Lord Hall of Birkenhead quit the BBC on Monday after ministers threatened to appoint a Tory as the corporation’s next chairman and undermine his licence fee deal for the over-75s.
The director-general took staff by surprise when he announced his decision to step down two years earlier than expected.
The 68-year-old will leave in the summer just as the BBC implements its controversial policy requiring more than three million pensioners to pay the licence fee.
The Tories are adamant that the BBC should cover the costs and the Prime Minister has ordered a review which could see non-payment of the fee decriminalised.
The Government will appoint a new chairman to replace Sir David Clementi when his term ends in February next year. Sources said Lord Hall believes the appointee will be sympathetic to the Tory view.
It is understood that the BBC board also wanted a new face to lead the corporation as it fights for survival ahead of Charter Renewal in 2027. Lord Hall’s position has been weakened in recent months by accusations of political bias in the BBC’s reporting, and by his failure to get to grips with an equal pay scandal that shows no sign of abating. The Samira Ahmed case has opened the floodgates for women at the corporation to claim millions in back pay.
“Tony decided some months ago that he was going to go. The one thing that has triggered it is a new chairman coming next year,” a source said.
“It is a political appointment. The Government has made it clear that during the Blair period his acolytes took over [at the BBC], and now it wants someone at the BBC whose views are more in line with theirs.”
The Telegraph understands that the Department for Digital, Culture, Media and Sport are mulling over several names to replace Sir David.
Ministers have been visiting other broadcasters and have been impressed by the efficient way they are run with a comparatively small number of staff. One Conservative source said they wanted to see the BBC learn from commercial rivals about how to cut the costs of programme-making.
Lord Hall took over as director-general in 2013 in the wake of the Jimmy Savile scandal. His predecessor, George Entwistle, had lasted just 54 days.
In 2015, Lord Hall agreed that the BBC would bear the cost of free television licences for the over-75s, insisting at the time that it was a “strong” deal. But last year he announced that more than three million pensioners will have their free licences rescinded.
The BBC insisted it could not afford the £745m annual cost of the free licences, and will save nearly £500 million by charging all over-75s except those who claim pension credit.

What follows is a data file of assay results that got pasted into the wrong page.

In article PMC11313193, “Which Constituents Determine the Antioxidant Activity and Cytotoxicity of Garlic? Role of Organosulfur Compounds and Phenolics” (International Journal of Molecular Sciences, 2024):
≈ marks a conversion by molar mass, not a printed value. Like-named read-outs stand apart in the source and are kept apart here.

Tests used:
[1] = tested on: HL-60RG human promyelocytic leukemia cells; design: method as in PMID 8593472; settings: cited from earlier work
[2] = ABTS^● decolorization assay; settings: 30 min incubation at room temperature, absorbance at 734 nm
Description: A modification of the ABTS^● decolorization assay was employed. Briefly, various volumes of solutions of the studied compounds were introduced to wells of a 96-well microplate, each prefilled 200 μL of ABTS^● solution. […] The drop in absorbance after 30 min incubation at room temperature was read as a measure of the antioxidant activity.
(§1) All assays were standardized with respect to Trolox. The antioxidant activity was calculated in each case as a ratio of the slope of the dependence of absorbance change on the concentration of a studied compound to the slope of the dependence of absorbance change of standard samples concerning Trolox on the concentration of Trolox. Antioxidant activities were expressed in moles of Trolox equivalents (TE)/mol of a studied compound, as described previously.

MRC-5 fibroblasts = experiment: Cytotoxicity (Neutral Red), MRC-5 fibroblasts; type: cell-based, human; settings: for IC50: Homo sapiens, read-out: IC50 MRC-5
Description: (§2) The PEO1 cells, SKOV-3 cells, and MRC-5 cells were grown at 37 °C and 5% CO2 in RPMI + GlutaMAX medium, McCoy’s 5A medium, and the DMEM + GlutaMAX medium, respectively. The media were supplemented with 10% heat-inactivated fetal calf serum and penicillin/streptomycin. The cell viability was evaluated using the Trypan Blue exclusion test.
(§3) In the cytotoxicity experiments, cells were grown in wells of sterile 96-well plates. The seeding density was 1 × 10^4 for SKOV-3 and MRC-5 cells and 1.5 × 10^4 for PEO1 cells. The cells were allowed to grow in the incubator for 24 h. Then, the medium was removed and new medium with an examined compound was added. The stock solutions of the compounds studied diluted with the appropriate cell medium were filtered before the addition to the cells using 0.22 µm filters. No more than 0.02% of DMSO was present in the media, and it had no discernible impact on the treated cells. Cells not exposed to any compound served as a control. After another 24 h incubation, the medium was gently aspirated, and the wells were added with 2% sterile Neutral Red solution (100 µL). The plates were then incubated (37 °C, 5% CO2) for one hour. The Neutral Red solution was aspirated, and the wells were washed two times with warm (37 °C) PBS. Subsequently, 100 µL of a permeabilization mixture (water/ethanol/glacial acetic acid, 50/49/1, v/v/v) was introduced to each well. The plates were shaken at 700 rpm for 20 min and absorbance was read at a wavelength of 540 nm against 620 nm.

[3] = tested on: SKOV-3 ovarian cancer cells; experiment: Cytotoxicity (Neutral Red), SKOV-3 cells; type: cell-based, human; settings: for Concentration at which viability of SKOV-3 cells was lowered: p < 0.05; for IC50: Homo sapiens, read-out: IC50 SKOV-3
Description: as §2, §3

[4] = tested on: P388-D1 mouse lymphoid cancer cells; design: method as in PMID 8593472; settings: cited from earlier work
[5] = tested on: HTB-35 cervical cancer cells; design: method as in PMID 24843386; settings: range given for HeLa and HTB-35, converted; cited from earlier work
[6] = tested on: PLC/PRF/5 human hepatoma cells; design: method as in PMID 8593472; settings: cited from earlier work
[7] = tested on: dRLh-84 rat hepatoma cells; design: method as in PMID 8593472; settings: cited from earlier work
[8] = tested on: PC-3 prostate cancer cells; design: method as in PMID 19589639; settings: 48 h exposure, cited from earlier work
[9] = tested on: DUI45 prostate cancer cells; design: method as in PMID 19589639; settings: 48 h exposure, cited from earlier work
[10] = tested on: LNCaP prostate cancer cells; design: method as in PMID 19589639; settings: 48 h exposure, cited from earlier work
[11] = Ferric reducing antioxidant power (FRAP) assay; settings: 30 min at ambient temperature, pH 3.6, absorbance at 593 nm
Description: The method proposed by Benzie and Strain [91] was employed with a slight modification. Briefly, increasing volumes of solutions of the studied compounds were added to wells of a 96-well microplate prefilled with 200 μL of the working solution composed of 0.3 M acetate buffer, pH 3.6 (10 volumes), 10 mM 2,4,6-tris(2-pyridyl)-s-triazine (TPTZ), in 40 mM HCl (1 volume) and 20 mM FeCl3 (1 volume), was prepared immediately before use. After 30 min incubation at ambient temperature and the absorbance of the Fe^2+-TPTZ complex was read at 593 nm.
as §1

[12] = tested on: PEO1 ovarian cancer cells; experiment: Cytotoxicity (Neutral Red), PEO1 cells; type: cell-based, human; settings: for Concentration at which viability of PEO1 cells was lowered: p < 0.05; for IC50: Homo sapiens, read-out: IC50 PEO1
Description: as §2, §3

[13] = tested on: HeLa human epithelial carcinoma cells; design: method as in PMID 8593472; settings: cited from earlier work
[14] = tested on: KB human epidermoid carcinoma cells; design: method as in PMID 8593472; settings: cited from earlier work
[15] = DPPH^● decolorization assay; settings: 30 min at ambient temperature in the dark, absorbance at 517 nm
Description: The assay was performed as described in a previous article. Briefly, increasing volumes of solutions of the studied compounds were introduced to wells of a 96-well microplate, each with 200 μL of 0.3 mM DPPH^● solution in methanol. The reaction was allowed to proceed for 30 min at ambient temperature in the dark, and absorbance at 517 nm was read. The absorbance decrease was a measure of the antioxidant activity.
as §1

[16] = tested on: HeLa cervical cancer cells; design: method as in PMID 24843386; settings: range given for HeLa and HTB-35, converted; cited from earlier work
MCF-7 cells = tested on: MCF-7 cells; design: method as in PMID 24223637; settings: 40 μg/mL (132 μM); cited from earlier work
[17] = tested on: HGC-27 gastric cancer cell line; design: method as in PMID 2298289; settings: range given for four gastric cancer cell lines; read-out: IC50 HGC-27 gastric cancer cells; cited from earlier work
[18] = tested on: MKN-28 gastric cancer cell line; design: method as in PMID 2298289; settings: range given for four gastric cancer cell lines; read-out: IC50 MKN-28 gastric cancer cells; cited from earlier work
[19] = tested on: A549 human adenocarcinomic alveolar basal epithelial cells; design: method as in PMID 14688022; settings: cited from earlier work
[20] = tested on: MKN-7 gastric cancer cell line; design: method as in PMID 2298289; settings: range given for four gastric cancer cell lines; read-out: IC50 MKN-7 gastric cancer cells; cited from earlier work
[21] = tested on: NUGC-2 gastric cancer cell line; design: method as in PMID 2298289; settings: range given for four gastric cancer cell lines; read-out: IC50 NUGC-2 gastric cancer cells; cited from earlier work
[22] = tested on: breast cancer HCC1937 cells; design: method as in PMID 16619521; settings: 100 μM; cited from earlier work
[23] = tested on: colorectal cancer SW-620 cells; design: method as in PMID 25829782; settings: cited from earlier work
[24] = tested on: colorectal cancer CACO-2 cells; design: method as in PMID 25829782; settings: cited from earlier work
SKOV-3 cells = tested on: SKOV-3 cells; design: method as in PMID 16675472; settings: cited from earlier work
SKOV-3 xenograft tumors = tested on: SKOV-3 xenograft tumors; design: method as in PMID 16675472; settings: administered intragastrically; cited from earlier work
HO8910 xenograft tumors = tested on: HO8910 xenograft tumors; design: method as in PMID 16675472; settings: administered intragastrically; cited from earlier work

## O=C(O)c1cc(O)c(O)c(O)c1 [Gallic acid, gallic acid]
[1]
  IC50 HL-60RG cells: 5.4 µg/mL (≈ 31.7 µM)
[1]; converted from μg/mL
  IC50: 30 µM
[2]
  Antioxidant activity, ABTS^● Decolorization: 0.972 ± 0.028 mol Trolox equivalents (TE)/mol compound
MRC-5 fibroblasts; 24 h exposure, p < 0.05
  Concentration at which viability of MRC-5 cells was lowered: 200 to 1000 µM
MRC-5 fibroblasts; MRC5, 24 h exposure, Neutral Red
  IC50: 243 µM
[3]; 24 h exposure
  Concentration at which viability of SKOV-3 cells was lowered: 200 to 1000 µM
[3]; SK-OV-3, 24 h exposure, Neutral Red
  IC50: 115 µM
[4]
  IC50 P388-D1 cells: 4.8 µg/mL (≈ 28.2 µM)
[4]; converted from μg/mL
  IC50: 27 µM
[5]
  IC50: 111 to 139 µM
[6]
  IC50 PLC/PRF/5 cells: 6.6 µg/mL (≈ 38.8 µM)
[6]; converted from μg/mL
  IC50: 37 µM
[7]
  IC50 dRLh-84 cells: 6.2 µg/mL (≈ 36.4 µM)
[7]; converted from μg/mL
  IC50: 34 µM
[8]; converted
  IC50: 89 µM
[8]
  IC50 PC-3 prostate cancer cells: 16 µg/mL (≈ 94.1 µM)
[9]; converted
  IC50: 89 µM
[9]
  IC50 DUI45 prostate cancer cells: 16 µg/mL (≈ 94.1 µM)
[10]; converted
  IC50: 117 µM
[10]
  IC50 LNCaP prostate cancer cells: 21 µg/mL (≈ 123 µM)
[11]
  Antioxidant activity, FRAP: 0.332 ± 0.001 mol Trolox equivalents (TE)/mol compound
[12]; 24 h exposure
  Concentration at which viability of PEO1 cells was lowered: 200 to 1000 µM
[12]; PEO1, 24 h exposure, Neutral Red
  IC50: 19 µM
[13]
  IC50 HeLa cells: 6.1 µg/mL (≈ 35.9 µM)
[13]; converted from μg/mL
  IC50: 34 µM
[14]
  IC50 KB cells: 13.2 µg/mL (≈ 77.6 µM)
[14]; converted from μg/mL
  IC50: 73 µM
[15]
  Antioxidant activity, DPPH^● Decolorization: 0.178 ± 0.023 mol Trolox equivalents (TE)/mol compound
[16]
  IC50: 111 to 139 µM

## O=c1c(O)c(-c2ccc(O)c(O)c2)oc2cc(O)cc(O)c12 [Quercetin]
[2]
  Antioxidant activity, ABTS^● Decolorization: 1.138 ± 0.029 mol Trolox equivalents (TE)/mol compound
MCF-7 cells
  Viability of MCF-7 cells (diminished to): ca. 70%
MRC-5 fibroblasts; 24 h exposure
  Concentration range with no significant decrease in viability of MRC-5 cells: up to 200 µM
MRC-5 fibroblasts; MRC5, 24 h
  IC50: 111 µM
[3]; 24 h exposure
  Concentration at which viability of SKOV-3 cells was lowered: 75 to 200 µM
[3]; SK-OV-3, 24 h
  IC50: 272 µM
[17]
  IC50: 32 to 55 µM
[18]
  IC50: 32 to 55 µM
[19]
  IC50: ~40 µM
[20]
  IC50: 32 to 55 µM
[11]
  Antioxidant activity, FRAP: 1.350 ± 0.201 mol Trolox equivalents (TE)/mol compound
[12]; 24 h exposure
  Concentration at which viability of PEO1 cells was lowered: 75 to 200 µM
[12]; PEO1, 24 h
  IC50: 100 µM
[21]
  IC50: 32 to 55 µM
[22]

Those pleas of poverty sit awkwardly with revelations about BBC over-spending on star salaries. Samira Ahmed’s recent employment tribunal highlighted the fact that Jeremy Vine was paid £3,000 per 15-minute episode of Points of View.
This week Sarah Montague disclosed that she had won £400,000 in back pay after forcing bosses to concede that she had been significantly underpaid in comparison to her male colleagues on Today.
One former BBC governor said Lord Hall had to go: “He has not handled the equal pay issue at all well. He simply didn’t get ahead of it and see what would follow. That’s quite a major failing. Most of all, his handling of the licence fee deal for over-75s was lamentable.”
Friends of the director-general said he had achieved a great deal during his seven years in the job, and equal pay was a problem he inherited. “Tony spent a lot of his time cleaning up other people’s mistakes,” one said.
Lord Hall, who was chief executive of the Royal Opera House before becoming director-general, now plans a return to the arts. His first appointment was announced Monday, as chairman of the trustees at the National Gallery.
In his resignation speech to BBC staff, he said: “If I followed my heart I would genuinely never want to leave. However, I believe that an important part of leadership is putting the interests of the organisation first.”
Lord Hall message to all BBC staff
First of all, thank you for all your comments and feedback since I spoke to you from Cardiff last week. It was really important to me to set a clear direction for us, as well as celebrating some of the outstanding work you’re doing.
My reason for writing is however more personal. I wanted you to be the first to know that I will give my all to this organisation for the next six months, as I have done these last seven years. But in the summer I’ll step down as your Director-General.
It’s been such a hard decision for me. I love the BBC. I’m passionate about our values and the role we have in our country - and what we do globally too.
If I followed my heart I would genuinely never want to leave. However, I believe that an important part of leadership is putting the interests of the organisation first.